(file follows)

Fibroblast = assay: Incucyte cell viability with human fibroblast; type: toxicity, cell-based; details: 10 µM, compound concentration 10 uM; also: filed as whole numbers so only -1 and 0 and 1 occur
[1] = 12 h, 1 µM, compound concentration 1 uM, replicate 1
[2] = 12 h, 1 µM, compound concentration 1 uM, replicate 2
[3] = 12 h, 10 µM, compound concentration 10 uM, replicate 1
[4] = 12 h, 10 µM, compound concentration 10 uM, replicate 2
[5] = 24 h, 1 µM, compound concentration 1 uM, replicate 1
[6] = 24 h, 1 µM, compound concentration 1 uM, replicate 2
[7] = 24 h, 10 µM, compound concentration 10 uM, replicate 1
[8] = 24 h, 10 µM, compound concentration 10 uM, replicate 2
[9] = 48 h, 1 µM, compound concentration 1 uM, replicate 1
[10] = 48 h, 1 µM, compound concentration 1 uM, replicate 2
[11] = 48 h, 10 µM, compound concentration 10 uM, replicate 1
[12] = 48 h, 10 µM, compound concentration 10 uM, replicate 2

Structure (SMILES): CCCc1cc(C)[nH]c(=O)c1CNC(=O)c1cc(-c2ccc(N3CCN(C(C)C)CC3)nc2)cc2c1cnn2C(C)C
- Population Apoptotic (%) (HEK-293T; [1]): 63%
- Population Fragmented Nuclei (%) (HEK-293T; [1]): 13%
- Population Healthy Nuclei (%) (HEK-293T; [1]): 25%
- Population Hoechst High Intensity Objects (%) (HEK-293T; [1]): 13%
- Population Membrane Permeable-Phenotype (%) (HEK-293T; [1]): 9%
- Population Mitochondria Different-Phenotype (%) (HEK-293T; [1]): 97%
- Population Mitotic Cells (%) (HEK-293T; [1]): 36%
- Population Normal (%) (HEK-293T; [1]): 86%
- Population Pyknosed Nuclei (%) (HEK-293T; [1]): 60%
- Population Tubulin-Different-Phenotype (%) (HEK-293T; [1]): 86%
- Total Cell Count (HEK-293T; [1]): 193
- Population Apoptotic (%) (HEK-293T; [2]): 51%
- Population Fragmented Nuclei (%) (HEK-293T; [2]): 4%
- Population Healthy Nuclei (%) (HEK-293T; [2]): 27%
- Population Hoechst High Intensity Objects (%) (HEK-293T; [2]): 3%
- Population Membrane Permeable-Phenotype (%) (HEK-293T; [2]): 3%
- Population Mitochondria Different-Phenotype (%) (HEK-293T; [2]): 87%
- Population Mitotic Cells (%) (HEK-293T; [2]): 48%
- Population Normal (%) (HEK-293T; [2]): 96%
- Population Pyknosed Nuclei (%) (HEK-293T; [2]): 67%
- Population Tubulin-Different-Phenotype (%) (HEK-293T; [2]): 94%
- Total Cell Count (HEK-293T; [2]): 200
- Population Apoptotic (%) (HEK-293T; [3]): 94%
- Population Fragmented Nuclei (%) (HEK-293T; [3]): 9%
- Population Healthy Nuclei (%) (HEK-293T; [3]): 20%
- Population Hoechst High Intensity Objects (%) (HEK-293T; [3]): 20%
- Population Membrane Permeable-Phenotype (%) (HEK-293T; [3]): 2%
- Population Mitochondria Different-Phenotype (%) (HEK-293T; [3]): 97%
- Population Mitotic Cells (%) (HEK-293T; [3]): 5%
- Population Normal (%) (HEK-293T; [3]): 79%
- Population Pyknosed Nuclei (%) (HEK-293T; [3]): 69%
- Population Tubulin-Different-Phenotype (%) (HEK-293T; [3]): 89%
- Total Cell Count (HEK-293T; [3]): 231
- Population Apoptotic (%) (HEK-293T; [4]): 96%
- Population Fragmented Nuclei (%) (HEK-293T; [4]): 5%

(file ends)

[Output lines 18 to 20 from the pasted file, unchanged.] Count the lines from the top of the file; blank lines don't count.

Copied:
- Population Hoechst High Intensity Objects (%) (HEK-293T; [1]): 13%
- Population Membrane Permeable-Phenotype (%) (HEK-293T; [1]): 9%
- Population Mitochondria Different-Phenotype (%) (HEK-293T; [1]): 97%